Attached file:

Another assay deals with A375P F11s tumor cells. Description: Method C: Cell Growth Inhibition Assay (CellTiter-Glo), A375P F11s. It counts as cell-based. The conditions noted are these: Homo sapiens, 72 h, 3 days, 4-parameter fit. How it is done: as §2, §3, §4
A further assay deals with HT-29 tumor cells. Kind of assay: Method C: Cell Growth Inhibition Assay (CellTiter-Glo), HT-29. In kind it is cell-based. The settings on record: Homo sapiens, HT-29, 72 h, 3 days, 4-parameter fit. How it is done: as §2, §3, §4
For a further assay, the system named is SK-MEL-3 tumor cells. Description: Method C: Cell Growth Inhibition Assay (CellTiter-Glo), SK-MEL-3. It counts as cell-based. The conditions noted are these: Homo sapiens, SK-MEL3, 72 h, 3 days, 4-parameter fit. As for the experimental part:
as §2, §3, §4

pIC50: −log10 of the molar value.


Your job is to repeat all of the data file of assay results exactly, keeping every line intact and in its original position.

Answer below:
Another assay deals with A375P F11s tumor cells. Description: Method C: Cell Growth Inhibition Assay (CellTiter-Glo), A375P F11s. It counts as cell-based. The conditions noted are these: Homo sapiens, 72 h, 3 days, 4-parameter fit. How it is done: as §2, §3, §4
A further assay deals with HT-29 tumor cells. Kind of assay: Method C: Cell Growth Inhibition Assay (CellTiter-Glo), HT-29. In kind it is cell-based. The settings on record: Homo sapiens, HT-29, 72 h, 3 days, 4-parameter fit. How it is done: as §2, §3, §4
For a further assay, the system named is SK-MEL-3 tumor cells. Description: Method C: Cell Growth Inhibition Assay (CellTiter-Glo), SK-MEL-3. It counts as cell-based. The conditions noted are these: Homo sapiens, SK-MEL3, 72 h, 3 days, 4-parameter fit. As for the experimental part:
as §2, §3, §4

pIC50: −log10 of the molar value.